Tag Archives: black panther

Daily Discussion with BQB – The Oscars Add Best Popular Film Category

You know, 3.5 readers, I’m actually old enough to recall when it wasn’t entirely impossible for a popular film to also be an Oscar film.  Sure, even when I was younger, the Oscars were known for pretentious snobbery, but movies like “Braveheart” or “The Departed” were well received by the public as well as having Oscar potential.

This is new category is laden with tacit admissions: 1) They’re admitting the films they nominate are basically just high falutin’ tripe 2) they’ll never, ever give the gold to a comic book movie.

You might forget that “The Dark Knight” was nominated for Best Picture in 2008 and funny, it was added to Netflix recently.  I rewatched it over the weekend and was struck at how relevant it is  – how longstanding evil can’t be defeated without great sacrifice, how sometimes defeating evil requires a man to get down into the muck, how there has to be darkness before there’s a light at the end of the tunnel, plus the immortal debate over whether or not all men are corruptible given the right circumstances.

Didn’t win.  Had an asshole dressed as a bat.

My guess as to why are they doing this? 1) Back in the day, people would actually become fans of a film and would watch the Oscars to see if their favorite movie wins.  Why, I recall people openly debating which films were the best…because they’d seen them.

No one saw the films this past year and if they did, the convo would be, “What, you think the film about the deaf woman who fucks a fish monster is better than the film about the grad student who statutorily rapes his employer’s teenage son?  How dare you?!”

Second, there is a movement in all walks of life for minorities to be treated equally everywhere and that should be no different in film.  So…the issue is that Oscar films usually deal with heavy subjects, so if a movie featuring black people wins, the black people are usually portrayed as slaves, or downtrodden, poor, caught in an oppressive system…and it’s not that I’m saying those films aren’t important but…

…oh well the hell.  They’re probably doing this because they want “Black Panther” to win an Oscar but they can’t bring themselves to give a gold statue for best picture to a movie about superheroes, even if the movie was able to use sci fi and comic book elements that a) appeal to young people and b) do a better job of explaining the historical arguments of how to obtain civil rights for African Americans.

Honestly, an argument could be made that BP deserves Best Pic outright and this could be Oscar night’s one chance to say hey, we aren’t snooty, we gave it to a super hero film.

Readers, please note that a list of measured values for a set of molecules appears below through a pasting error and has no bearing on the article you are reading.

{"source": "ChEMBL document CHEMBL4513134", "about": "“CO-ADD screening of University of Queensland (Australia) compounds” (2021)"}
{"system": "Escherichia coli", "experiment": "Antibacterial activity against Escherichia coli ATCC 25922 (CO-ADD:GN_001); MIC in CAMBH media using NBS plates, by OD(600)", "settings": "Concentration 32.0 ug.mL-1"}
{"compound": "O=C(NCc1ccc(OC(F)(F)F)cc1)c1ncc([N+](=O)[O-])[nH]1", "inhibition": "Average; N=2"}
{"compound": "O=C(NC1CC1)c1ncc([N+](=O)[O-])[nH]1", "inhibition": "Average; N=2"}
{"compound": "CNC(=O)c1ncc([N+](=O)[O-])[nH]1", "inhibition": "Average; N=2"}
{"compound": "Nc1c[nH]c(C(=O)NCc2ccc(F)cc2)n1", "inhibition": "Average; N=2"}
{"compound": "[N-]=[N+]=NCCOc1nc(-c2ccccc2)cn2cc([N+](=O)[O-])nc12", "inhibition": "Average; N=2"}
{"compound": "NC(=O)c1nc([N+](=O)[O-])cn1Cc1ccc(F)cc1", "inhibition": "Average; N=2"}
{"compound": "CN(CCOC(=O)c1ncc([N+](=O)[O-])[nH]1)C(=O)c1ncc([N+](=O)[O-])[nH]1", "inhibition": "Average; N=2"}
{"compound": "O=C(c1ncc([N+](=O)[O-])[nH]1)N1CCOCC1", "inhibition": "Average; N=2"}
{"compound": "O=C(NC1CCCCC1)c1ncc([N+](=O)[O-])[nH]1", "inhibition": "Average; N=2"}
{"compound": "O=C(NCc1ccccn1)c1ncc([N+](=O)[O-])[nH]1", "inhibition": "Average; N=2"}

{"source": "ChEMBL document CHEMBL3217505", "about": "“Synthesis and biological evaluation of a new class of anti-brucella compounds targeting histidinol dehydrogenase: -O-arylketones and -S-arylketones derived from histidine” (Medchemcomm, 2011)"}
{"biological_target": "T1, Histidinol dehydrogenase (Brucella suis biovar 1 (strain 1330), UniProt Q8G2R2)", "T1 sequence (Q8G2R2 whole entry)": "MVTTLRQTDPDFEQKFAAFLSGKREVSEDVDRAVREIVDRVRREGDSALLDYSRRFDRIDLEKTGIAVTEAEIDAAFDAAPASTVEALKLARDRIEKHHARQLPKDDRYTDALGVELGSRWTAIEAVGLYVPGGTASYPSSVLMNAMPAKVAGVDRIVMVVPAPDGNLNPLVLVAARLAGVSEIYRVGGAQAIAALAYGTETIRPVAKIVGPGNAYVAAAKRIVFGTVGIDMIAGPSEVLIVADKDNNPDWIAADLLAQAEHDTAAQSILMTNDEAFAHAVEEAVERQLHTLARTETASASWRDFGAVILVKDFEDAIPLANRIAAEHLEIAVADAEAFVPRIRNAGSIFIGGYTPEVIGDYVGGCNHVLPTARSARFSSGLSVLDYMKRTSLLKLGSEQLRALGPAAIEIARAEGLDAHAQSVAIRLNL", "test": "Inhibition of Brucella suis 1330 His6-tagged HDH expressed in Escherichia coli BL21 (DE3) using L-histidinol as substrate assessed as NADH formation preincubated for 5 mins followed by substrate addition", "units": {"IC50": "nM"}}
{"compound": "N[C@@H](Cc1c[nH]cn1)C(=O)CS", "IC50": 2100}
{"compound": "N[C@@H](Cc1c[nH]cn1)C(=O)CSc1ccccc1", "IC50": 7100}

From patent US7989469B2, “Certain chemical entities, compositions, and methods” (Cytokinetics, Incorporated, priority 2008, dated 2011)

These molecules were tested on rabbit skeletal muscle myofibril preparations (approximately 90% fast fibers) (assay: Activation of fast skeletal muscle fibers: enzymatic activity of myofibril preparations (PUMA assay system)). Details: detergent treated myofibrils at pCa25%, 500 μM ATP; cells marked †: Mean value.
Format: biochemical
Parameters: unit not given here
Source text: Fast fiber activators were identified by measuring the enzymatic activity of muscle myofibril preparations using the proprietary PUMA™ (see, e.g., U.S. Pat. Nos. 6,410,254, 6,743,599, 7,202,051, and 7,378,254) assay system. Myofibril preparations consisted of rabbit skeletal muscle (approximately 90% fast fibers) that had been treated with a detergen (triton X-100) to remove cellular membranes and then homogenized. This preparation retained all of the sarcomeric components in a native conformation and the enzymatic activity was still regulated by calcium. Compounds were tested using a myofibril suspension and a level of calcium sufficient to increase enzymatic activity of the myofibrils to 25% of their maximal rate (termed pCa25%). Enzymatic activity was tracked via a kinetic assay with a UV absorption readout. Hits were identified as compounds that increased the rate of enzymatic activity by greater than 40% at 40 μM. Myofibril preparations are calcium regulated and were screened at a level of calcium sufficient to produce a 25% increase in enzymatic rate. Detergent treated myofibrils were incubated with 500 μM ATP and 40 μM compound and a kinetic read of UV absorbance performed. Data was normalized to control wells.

But they just can’t do it.

Besides the Black Panther argument, black people (well, I don’t mean to speak for them so if I have any black readers feel free to educate me but I think I’m right)…they don’t ALWAYS want to watch TV and see black people as either slaves or downtrodden people.  Sometimes they want to see black people living life, having fun, going on adventures and so on.  To that end, a movie like “Girls Trip” might take home some gold.

Aside from the “Oscars So White” issue, I think the Academy is wrestling with its view that popular and/or comic booky/action/comedy/horror or fun or blockbuster popcorn films are taking on more and more social issues.  “Captain America: Winter Soldier” for example looked into whether we are sacrificing our right to privacy by putting so much of our lives onto the Internet – data for the government to mine and use and abuse.

I know the Academy prefers their precious, snooty little films about Cold War fish fucking but it wouldn’t hurt them to just give the award to a super hero movie one time…especially one like BP with a lot of cultural significance…and then they could go on to give the film to a snooty fish fucking film next year.

In the early 2000s, they gave the gold to one of the LOTR films, a popular, high grossing film, and then went on to give it to snooty films in following years.

What say you, 3.5 readers?

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Movie Review – Black Panther (2018)

Mother of God, 3.5 readers.  Look what some rapscallion posted on Twitter:

Shameless plug: if you follow @bookshelfbattle you can read snarky commentary like that all the time.

And now, on to Wakanda!

Short version – Malcolm X and Martin Luther King (or at least their dueling philosophies on black empowerment) were put into superhero form and left to duke it out.